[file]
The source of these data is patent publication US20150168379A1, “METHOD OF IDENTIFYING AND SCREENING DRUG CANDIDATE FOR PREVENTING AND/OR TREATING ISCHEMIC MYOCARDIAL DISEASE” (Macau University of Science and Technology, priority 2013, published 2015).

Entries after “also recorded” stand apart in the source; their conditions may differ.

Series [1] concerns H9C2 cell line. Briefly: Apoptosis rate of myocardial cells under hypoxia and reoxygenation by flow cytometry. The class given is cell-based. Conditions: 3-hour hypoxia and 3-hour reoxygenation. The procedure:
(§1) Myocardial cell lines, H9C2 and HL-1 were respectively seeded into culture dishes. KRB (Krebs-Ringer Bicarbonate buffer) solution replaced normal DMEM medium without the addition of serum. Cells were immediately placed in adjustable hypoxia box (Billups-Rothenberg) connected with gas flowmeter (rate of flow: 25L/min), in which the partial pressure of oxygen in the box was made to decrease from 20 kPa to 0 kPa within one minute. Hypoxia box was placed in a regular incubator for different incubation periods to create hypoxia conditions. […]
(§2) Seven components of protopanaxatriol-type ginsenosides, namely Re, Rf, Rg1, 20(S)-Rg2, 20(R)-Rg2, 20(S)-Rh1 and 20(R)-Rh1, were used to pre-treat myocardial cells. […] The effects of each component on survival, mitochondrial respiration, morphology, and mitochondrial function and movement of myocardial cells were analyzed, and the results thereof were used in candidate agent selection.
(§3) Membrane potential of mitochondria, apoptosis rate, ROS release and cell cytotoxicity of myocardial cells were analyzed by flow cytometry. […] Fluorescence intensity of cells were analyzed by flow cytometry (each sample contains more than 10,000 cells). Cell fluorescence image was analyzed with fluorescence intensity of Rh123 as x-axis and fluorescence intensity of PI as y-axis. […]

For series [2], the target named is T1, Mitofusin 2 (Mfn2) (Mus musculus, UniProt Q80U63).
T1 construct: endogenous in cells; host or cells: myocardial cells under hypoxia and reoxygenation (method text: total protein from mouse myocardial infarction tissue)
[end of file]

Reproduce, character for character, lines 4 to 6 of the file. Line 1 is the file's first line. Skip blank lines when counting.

(§1) Myocardial cell lines, H9C2 and HL-1 were respectively seeded into culture dishes. KRB (Krebs-Ringer Bicarbonate buffer) solution replaced normal DMEM medium without the addition of serum. Cells were immediately placed in adjustable hypoxia box (Billups-Rothenberg) connected with gas flowmeter (rate of flow: 25L/min), in which the partial pressure of oxygen in the box was made to decrease from 20 kPa to 0 kPa within one minute. Hypoxia box was placed in a regular incubator for different incubation periods to create hypoxia conditions. […]
(§2) Seven components of protopanaxatriol-type ginsenosides, namely Re, Rf, Rg1, 20(S)-Rg2, 20(R)-Rg2, 20(S)-Rh1 and 20(R)-Rh1, were used to pre-treat myocardial cells. […] The effects of each component on survival, mitochondrial respiration, morphology, and mitochondrial function and movement of myocardial cells were analyzed, and the results thereof were used in candidate agent selection.
(§3) Membrane potential of mitochondria, apoptosis rate, ROS release and cell cytotoxicity of myocardial cells were analyzed by flow cytometry. […] Fluorescence intensity of cells were analyzed by flow cytometry (each sample contains more than 10,000 cells). Cell fluorescence image was analyzed with fluorescence intensity of Rh123 as x-axis and fluorescence intensity of PI as y-axis. […]